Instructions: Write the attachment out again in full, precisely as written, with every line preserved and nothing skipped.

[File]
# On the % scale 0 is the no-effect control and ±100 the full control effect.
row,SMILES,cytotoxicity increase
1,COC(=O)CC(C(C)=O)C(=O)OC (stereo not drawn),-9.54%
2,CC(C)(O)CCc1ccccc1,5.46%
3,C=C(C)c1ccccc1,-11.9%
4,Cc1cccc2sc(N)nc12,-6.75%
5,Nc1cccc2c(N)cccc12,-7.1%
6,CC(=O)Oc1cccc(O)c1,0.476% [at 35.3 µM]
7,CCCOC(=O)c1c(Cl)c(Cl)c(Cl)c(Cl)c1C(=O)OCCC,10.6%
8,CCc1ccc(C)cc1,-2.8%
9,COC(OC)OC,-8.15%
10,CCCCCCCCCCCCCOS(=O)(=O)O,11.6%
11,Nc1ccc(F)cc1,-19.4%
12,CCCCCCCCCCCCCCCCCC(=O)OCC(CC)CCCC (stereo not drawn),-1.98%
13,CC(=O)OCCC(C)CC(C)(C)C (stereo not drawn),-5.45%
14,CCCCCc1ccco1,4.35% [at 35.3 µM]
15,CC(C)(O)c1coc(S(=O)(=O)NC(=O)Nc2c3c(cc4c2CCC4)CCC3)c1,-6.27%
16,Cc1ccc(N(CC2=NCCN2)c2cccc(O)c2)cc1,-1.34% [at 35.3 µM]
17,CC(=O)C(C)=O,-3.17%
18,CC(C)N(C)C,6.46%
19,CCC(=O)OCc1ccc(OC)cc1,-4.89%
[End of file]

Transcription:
# On the % scale 0 is the no-effect control and ±100 the full control effect.
row,SMILES,cytotoxicity increase
1,COC(=O)CC(C(C)=O)C(=O)OC (stereo not drawn),-9.54%
2,CC(C)(O)CCc1ccccc1,5.46%
3,C=C(C)c1ccccc1,-11.9%
4,Cc1cccc2sc(N)nc12,-6.75%
5,Nc1cccc2c(N)cccc12,-7.1%
6,CC(=O)Oc1cccc(O)c1,0.476% [at 35.3 µM]
7,CCCOC(=O)c1c(Cl)c(Cl)c(Cl)c(Cl)c1C(=O)OCCC,10.6%
8,CCc1ccc(C)cc1,-2.8%
9,COC(OC)OC,-8.15%
10,CCCCCCCCCCCCCOS(=O)(=O)O,11.6%
11,Nc1ccc(F)cc1,-19.4%
12,CCCCCCCCCCCCCCCCCC(=O)OCC(CC)CCCC (stereo not drawn),-1.98%
13,CC(=O)OCCC(C)CC(C)(C)C (stereo not drawn),-5.45%
14,CCCCCc1ccco1,4.35% [at 35.3 µM]
15,CC(C)(O)c1coc(S(=O)(=O)NC(=O)Nc2c3c(cc4c2CCC4)CCC3)c1,-6.27%
16,Cc1ccc(N(CC2=NCCN2)c2cccc(O)c2)cc1,-1.34% [at 35.3 µM]
17,CC(=O)C(C)=O,-3.17%
18,CC(C)N(C)C,6.46%
19,CCC(=O)OCc1ccc(OC)cc1,-4.89%